Diabetes is more common in older adults, has a high prevalence in long-term care (LTC) facilities, and is associated with significant disease burden and higher cost. The heterogeneity of this population with regard to comorbidities and overall health status is critical to establishing personalized goals and treatments for diabetes. The risk of hypoglycemia is the most important factor in determining glycemic goals due to the catastrophic consequences in this population. Simplified treatment regimens are preferred, and the sole use of sliding scale insulin (SSI) should be avoided. This position statement provides a classification system for older adults in LTC settings, describes how diabetes goals and management should be tailored based on comorbidities, delineates key issues to consider when using glucose-lowering agents in this population, and provides recommendations on how to replace SSI in LTC facilities. As these patients transition from one setting to another, or from one provider to another, their risk for adverse events increases. Strategies are presented to reduce these risks and ensure safe transitions. This article addresses diabetes management at end of life and in those receiving palliative and hospice care. The integration of diabetes management into LTC facilities is important and requires an interprofessional team approach. To facilitate this approach, acceptance by administrative personnel is needed, as are protocols and possibly system changes. It is important for clinicians to understand the characteristics, challenges, and barriers related to the older population living in LTC facilities as well as the proper functioning of the facilities themselves. Once these challenges are identified, individualized approaches can be designed to improve diabetes management while lowering the risk of hypoglycemia and ultimately improving quality of life.


PubMed | Virginia Mason Medical Center, Providence Alaska Medical Center, University of Washington, Ohio State University and Kadlec Regional Medical Center
Type: Journal Article | Journal: Genetics in medicine : official journal of the American College of Medical Genetics | Year: 2016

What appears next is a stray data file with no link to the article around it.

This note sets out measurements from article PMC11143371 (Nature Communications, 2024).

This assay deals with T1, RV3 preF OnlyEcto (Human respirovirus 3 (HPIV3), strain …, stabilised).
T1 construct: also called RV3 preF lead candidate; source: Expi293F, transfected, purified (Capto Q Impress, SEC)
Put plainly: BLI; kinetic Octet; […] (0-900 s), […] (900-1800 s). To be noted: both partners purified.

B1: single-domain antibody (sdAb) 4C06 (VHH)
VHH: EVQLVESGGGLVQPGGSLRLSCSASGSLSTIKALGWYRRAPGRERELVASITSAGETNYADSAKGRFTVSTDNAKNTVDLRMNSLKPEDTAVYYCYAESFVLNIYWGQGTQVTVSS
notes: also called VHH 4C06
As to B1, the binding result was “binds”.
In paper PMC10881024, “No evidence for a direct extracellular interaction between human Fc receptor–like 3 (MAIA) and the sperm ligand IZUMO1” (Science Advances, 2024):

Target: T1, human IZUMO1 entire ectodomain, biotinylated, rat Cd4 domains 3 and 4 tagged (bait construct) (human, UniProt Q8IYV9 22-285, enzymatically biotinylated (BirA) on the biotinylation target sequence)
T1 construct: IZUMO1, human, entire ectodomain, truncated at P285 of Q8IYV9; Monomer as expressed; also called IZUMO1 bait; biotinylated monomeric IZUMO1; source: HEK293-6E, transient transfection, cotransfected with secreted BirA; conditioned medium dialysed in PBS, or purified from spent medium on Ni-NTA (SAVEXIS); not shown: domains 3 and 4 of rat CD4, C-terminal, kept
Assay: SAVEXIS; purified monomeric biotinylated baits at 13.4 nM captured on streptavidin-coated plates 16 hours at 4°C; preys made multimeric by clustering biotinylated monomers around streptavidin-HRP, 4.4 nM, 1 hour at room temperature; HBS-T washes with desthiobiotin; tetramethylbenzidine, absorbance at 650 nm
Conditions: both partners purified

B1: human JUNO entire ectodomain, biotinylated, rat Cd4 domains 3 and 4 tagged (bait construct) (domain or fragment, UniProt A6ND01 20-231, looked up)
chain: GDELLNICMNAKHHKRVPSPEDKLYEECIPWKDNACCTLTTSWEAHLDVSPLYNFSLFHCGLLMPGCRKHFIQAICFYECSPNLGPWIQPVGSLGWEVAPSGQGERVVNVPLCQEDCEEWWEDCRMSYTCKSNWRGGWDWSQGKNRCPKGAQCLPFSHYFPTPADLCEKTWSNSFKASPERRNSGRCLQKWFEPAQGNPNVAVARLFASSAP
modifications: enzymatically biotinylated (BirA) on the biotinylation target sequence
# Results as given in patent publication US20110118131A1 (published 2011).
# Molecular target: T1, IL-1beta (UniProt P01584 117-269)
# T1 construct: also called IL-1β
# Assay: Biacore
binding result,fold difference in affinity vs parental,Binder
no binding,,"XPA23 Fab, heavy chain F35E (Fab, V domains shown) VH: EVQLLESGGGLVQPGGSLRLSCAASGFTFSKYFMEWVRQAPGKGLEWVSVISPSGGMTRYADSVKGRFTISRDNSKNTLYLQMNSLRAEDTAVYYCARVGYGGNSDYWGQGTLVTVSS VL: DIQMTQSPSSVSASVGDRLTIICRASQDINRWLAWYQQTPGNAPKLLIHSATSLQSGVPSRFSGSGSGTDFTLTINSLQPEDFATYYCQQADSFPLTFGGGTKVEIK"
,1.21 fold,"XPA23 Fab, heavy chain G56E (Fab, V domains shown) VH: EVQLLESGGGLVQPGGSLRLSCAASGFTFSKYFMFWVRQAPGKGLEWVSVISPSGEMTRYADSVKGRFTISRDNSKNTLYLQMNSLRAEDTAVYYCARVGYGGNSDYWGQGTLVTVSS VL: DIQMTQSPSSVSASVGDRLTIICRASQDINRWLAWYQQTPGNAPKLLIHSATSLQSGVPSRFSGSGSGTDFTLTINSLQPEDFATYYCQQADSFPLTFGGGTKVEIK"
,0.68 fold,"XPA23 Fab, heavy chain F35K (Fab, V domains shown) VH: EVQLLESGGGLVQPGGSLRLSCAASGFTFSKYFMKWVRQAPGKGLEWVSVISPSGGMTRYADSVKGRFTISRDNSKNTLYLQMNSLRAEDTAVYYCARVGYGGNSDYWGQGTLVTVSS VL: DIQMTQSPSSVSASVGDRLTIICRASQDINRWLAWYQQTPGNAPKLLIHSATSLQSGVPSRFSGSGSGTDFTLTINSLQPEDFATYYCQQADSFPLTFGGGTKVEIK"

Screening multiple genes for inherited cancer predisposition expands opportunities for cancer prevention; however, reports of variants of uncertain significance (VUS) may limit clinical usefulness. We used an expert-driven approach, exploiting all available information, to evaluate multigene panels for inherited cancer predisposition in a clinical series that included multiple cancer types and complex family histories.For 1,462 sequential patients referred for testing by BROCA or ColoSeq multigene panels, genomic DNA was sequenced and variants were interpreted by multiple experts using International Agency for Research on Cancer guidelines and incorporating evolutionary conservation, known and predicted variant consequences, and personal and family cancer history. Diagnostic yield was evaluated for various presenting conditions and family-history profiles.Of 1,462 patients, 12% carried damaging mutations in established cancer genes. Diagnostic yield varied by clinical presentation. Actionable results were identified for 13% of breast and colorectal cancer patients and for 4% of cancer-free subjects, based on their family histories of cancer. Incidental findings explaining cancer in neither the patient nor the family were present in 1.7% of subjects. Less than 1% of patients carried VUS in BRCA1 or BRCA2. For all genes combined, initial reports contained VUS for 10.5% of patients, which declined to 7.5% of patients after reclassification based on additional information.Individualized interpretation of gene panels is a complex medical activity. Interpretation by multiple experts in the context of personal and family histories maximizes actionable results and minimizes reports of VUS.Genet Med 18 10, 974-981.